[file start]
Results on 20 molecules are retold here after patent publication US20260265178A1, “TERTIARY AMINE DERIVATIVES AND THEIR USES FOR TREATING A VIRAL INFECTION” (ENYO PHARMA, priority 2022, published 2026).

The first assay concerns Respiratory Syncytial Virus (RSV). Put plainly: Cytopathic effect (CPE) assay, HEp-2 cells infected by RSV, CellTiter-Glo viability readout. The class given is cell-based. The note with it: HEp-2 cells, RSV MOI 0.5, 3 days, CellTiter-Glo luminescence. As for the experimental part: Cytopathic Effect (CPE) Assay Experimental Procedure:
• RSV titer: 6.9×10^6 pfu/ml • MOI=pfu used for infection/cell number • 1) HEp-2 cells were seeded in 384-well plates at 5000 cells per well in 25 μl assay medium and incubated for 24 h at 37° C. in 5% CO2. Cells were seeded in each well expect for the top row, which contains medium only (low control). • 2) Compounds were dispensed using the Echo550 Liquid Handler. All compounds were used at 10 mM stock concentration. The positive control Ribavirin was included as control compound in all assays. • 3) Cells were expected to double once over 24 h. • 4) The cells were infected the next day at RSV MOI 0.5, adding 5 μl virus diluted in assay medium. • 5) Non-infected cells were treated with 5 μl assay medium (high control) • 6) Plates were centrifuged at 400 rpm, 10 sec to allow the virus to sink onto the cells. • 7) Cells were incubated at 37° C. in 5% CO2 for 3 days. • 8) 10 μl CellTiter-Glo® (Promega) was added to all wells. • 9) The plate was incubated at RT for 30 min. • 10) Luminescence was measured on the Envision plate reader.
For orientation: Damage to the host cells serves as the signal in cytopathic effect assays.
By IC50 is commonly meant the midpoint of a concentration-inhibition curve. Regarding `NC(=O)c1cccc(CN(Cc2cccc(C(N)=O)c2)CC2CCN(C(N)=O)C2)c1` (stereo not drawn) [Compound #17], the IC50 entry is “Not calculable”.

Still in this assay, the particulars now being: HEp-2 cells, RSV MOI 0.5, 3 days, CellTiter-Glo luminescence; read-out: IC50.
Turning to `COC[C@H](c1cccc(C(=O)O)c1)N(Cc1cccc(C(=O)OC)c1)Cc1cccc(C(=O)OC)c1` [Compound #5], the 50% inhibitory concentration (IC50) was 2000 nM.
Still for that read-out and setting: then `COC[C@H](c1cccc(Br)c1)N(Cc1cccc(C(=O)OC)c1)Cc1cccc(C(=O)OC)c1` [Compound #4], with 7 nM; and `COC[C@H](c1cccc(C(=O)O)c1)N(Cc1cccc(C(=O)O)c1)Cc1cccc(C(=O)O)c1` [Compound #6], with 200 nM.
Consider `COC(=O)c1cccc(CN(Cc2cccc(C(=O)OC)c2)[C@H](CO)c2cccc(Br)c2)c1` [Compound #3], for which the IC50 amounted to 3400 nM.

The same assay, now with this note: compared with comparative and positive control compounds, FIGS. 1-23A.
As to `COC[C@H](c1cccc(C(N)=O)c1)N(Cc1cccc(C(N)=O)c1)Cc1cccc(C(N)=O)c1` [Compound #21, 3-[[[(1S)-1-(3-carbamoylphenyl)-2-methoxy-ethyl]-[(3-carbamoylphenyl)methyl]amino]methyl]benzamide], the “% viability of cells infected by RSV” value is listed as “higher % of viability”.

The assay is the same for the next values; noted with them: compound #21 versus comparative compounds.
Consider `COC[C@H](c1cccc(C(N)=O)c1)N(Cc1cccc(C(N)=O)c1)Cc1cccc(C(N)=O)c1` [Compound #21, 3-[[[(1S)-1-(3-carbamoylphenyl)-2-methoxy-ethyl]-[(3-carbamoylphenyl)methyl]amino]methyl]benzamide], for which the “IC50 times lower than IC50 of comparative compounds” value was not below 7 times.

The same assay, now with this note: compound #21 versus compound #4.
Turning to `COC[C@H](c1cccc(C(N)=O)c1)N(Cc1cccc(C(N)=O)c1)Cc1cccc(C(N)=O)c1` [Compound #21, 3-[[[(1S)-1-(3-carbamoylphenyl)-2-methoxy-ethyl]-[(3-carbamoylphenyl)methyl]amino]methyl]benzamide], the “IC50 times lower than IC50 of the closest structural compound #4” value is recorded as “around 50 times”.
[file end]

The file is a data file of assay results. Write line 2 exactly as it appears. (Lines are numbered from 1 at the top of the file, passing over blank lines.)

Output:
The first assay concerns Respiratory Syncytial Virus (RSV). Put plainly: Cytopathic effect (CPE) assay, HEp-2 cells infected by RSV, CellTiter-Glo viability readout. The class given is cell-based. The note with it: HEp-2 cells, RSV MOI 0.5, 3 days, CellTiter-Glo luminescence. As for the experimental part: Cytopathic Effect (CPE) Assay Experimental Procedure: